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Crayton v. Rochester Medical Corp.

March 26, 2010

TIMOTHY CRAYTON PLAINTIFF,
v.
ROCHESTER MEDICAL CORPORATION, A MINNESOTA CORPORATION AND JOHN DOE DISTRIBUTOR, DEFENDANTS.



The opinion of the court was delivered by: Gary S. Austin United States Magistrate Judge

ORDER DENYING PLAINTIFF'S MOTION FOR SUBPOENAS

(Document 143)

On March 3, 2010, Plaintiff sent a letter requesting that the Court issue a subpoena. The Court construes Plaintiff's pleading as a Motion for a Subpoena Duces Tecum. Upon reviewing the subpoena, the request is DENIED.

RELEVANT BACKGROUND

Plaintiff is a wheelchair paralytic who is an inmate at Kern Valley State Prison. The matter arises from Plaintiff's allegations that he was injured when he used an Ultraflex Silicone Self-Adhering Male External Catheter manufactured by Defendant. In an Amended Complaint filed on September 10, 2008, Plaintiff alleges causes of action for strict products liability, negligent products liability, fraudulent misrepresentations, and breach of implied warranty of fitness. (Doc. 34).

A scheduling conference was held on March 27, 2009. (Doc. 50). On March 30, 2009, the Court issued a scheduling order requiring that non-expert discovery be completed no later than September 1, 2009. (Doc. 55). Pursuant to Defendant's ex parte request, on September 14, 2009, the Court issued an order extending the non-expert discovery deadline for Defendant until September 20, 2009. (Docs. 59, 62). On September 23, 2009, the Court also extended Plaintiff's non-expert discovery deadline until September 25, 2009. (Doc. 61, 64).

This case has an extensive history which includes several discovery disputes. As a result, the non-expert discovery deadline was extended for narrowly defined issues. On January 25, 2010, the Court issued an order expanding the non-expert discovery deadline to March 31, 2010, for the limited purpose of allowing the parties to utilize the appropriate discovery devices to obtain the catheter product and packaging. (Emphasis added). (Doc. 108, lines 17-27). Similarly, the Court also extended the non-expert discovery deadline for the limited purpose of allowing Plaintiff to obtain consumer complaint report logs from Defendant. (Emphasis added). (Doc. 109 & 139). No other extensions of the non-expert discovery deadline were granted.

DISCUSSION

In the subpoena request, Plaintiff requests numerous items including: 1) any and all boxes of his personal property, 2) names of employees and records showing when and which prison officials purchased the Ultraflex Silicone Self-Adhesive Male catheter from 2005 to 2006 and the name of the person who sold/supplied the product to the prison, 3) name of the chief custodian of inmate records at Kern Valley State Prison and a copy of Plaintiff's medical records, 4) the name of the "chief pharmacy person" who issued and ordered Ultraflex Silicone Self-Adhesive Male Catheters to inmates at Kern Valley State Prison during 2005 and 2006, and 5) prison employee records for Dr. Jonathan Akanno and Dr. Larry Dileo including inter alia, information regarding their qualifications, certifications, job evaluations, and employment at the prison. (Doc. 143).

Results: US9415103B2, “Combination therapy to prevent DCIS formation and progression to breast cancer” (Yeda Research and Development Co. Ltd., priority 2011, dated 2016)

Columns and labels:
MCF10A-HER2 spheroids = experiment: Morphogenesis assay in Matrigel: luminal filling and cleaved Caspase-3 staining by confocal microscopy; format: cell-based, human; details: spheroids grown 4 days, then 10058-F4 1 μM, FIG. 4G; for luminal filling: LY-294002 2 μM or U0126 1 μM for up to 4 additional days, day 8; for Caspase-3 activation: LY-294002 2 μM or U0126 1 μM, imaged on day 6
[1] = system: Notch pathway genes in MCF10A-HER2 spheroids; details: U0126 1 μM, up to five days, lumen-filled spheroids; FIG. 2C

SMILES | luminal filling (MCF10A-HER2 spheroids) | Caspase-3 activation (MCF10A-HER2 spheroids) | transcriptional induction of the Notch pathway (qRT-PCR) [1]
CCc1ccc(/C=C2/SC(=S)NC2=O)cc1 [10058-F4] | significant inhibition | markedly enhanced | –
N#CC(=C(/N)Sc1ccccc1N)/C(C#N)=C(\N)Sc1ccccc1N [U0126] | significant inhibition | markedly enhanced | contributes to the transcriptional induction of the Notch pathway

A. Untimeliness

As a preliminary matter, Plaintiff's request for the subpoena is untimely. A subpoena for document production is a form of discovery that is subject to the Court's discovery deadline. See, Marvin Lumber & Cedar Co. v. PPG Indus. Inc., 177 FRD 443, 445 (D MN 1997); McNerry v. Archer Daniels Midland Co., 164 FRD 584, 588 (WD NY 1995). Here, all of Plaintiff's requests fall outside the limited parameters of the extended discovery deadline. Fed.R.Civ.P. 16(b)(2) and (3) require district courts to enter scheduling orders to establish deadlines for, among other things, "to file motions" and "to complete discovery." Modifications of the scheduling order requires a showing of good cause. Fed. R. Civ. P. 16(b)(4). "The schedule may be modified 'if it cannot be reasonably met despite the diligence of the party seeking the extension.'" Zivkovic v. Southern California Edison Co., 302 F. 3d 1080, 1087 (9th Cir. 2002) quoting Johnson v. Mammoth Recreations, Inc., 975 F. 2d 604, 607 (9th Cir. 1992).

In this case, Plaintiff did not move to amend the discovery deadline beyond the Court's order prior to expiration of the date, nor has he attempted to establish due diligence for such a request. This case is two and a half years old and the scheduling order setting the first discovery deadline in this case was issued on March 30, 2009, almost one year ago. (Doc. 55). Discovery has closed, except for the limited exceptions outlined above. (Doc. 92). Plaintiff has not made any good cause showing that extension of the discovery deadline is warranted, and the Court will not extend the deadline especially since the deadline expired several months ago. Therefore, the subpoena request is untimely and is DENIED.

B. The Requested Items

Request No. 1 Additionally, the items Plaintiff has requested are problematic. In his first request, Plaintiff requests any and all boxes of his confiscated personal property, case file records, evidence, work product and documents. While Plaintiff may argue that he needs his personal property to obtain the catheter, his request is overbroad as it includes all of his personal property. Plaintiff's ability to possess his property in his cell is subject to various restrictions deemed necessary by officials to maintain the safety and security of the institution, and may be dependent on Plaintiff's current housing situation or other factors. The Court is simply not equipped, particularly on the record before it, to consider the propriety of ...


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